<StlFiles Include="test.stl" />         
...
<Target Name="AfterBuild">
  <Copy SourceFiles="@(StlFiles)" DestinationFolder="$(SolutionDir)\Release\MyTypes" SkipUnchangedFiles="true" />
3
  • The answer is not wrong, it works. The link provided shows a different way with using script functions, which I specifically avoided, like avoiding the RoboCopy task. The link provided cast all the content to a place, this does one file. He asked for one file. The question was: can an item task use an alternate output path. The answer is yes and no, 'content' cant but other tasks can, but here is a way to make one that you can control. – Celess Sep 4 '12 at 17:34
  • There was a comment above my first comment, which was apparently removed; just saying... so the above doesnt seem random. It was a down vote comment which I was replying to, and why the edit section exists in in the answer. The comment thats missing now was fairly strongly worded, something to the effect of "down vote due to not only is this answer being wrong, but making something simple much more complicated than itneeds to be" by BitwiseMan. – Celess Sep 7 '12 at 1:58
  • The link he referenced was: stackoverflow.com/questions/7643615/… – Celess Sep 7 '12 at 2:05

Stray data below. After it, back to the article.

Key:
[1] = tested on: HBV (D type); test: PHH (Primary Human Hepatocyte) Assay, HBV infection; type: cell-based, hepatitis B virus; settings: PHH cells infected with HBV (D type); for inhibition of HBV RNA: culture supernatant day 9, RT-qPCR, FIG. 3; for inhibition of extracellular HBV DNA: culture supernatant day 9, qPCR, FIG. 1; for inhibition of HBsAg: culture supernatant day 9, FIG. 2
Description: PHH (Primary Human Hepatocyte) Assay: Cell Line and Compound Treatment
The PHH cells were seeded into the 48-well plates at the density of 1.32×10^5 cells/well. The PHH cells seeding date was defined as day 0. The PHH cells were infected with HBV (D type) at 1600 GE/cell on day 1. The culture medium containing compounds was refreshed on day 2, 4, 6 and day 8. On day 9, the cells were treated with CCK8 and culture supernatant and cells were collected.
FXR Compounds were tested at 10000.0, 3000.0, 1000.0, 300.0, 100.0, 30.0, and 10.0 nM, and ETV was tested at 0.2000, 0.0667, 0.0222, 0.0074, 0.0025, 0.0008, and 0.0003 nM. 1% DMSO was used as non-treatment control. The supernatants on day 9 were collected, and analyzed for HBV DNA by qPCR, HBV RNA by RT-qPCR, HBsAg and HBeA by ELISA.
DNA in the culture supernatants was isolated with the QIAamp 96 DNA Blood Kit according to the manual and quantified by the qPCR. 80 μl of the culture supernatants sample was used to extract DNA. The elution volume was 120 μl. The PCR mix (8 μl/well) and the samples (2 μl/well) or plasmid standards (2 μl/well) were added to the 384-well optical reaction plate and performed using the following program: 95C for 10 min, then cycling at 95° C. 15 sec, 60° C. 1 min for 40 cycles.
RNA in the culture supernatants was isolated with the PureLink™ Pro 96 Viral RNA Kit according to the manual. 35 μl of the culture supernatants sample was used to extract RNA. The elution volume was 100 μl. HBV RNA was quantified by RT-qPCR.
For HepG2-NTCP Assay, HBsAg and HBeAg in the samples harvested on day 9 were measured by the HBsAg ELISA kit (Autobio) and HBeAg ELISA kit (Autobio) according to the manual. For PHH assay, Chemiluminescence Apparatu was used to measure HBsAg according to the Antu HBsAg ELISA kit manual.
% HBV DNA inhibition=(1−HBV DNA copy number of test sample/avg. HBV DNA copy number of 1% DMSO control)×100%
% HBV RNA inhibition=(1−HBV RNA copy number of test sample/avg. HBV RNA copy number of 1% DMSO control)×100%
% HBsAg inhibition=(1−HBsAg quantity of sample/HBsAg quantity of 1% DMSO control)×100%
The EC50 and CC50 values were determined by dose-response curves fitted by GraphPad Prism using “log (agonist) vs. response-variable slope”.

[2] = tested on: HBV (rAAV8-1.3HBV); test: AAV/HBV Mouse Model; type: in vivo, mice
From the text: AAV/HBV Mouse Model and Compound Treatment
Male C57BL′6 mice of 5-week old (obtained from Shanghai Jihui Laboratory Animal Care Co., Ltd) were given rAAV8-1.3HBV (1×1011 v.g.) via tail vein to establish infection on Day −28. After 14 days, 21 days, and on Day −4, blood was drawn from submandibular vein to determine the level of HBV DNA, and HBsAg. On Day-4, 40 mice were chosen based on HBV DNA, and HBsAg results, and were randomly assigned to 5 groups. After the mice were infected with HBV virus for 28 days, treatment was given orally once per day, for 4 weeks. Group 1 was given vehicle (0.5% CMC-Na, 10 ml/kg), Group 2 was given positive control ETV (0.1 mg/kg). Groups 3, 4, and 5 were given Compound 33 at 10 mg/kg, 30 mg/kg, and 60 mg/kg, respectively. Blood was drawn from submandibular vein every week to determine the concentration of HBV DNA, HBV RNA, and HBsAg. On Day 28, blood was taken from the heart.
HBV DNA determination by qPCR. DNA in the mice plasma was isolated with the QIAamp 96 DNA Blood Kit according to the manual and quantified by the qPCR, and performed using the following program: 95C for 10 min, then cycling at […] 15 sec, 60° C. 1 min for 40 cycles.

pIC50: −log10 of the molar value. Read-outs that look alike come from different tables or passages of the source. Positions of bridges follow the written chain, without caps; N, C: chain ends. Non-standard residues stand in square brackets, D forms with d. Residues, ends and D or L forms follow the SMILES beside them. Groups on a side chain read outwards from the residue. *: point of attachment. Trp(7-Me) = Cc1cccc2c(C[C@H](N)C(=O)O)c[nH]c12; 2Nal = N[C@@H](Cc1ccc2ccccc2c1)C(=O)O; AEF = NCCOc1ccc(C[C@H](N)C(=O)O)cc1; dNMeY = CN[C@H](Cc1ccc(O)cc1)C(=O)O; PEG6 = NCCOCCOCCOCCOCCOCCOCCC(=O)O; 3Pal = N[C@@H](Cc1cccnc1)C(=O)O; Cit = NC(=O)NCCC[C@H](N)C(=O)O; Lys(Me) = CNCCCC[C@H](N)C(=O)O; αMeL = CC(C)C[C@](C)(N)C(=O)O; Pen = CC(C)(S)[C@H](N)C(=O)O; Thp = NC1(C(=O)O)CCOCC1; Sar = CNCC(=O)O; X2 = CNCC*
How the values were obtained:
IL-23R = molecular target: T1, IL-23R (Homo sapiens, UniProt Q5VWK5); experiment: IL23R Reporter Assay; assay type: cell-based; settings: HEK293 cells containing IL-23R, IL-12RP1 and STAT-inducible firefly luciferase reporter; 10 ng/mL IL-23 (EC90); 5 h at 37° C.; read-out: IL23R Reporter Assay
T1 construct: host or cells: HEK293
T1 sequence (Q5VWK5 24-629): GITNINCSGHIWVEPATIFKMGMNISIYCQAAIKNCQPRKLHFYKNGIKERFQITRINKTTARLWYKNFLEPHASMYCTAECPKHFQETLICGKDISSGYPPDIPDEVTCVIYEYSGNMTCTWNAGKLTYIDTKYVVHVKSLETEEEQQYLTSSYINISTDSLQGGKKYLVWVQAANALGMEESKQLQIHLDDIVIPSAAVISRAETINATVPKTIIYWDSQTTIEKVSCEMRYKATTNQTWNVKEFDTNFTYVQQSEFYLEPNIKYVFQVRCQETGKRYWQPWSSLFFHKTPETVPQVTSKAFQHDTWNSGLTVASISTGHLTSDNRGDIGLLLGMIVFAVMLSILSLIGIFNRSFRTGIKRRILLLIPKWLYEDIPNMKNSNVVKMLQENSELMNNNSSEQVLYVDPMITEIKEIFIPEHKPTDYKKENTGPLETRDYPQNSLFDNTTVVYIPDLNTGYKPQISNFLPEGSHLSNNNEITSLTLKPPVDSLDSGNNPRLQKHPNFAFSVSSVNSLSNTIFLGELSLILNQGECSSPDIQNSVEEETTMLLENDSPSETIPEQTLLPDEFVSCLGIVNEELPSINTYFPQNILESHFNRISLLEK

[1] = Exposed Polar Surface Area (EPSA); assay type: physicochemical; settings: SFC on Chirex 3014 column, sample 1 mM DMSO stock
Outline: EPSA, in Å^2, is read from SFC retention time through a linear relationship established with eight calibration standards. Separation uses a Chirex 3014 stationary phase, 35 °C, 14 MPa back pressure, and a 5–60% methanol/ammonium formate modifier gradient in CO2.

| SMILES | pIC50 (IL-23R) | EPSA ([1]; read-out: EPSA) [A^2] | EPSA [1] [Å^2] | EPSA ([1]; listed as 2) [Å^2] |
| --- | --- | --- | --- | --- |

1

This functionality isn't built into the Content item. But you can tack it on by adding a target to your project file.

In your project you currently have this:

<ItemGroup>
  <Content Include="test.stl">
    <CopyToOutputDirectory>PreserveNewest</CopyToOutputDirectory>
  </Content>
</ItemGroup>

Assuming you want that one specific file copied to a different location, add this to the end (before the closing "Project" tag):

<Target Name="CopyStl" AfterTargets="AfterBuild">
  <!-- One or the other of these Copy tasks should do what you want --> 
  <Copy Condition="'%(Identity)' == 'test.stl'" SourceFiles="@(Content)" SkipUnchangedFiles="true" DestinationFolder="$(OutputPath)\path\under\outputpath" />
  <Copy Condition="'%(Identity)' == 'test.stl'" SourceFiles="@(Content)" SkipUnchangedFiles="true" DestinationFolder="$(MSBuildProjectDirectory)\..\path\outside\project" />
</Target>

If you want to add a few more files to copy to the same folder, try this instead:

<Target Name="CopySomeFiles" AfterTargets="AfterBuild">
  <!-- One or the other of these Copy tasks should do what you want --> 
  <Copy Condition="'%(Identity)' == 'test.stl' AND '%(Identity)' == 'test2.stl'" SourceFiles="@(Content)" SkipUnchangedFiles="true" DestinationFolder="$(OutputPath)\path\under\outputpath" />
  <Copy Condition="'%(Identity)' == 'test.stl' AND '%(Identity)' == 'test2.stl'" SourceFiles="@(Content)" SkipUnchangedFiles="true" DestinationFolder="$(MSBuildProjectDirectory)\..\path\outside\project" />
</Target
0

There is no way to specify an output folder additionally AFAIK, but you can copy the file before or after the build.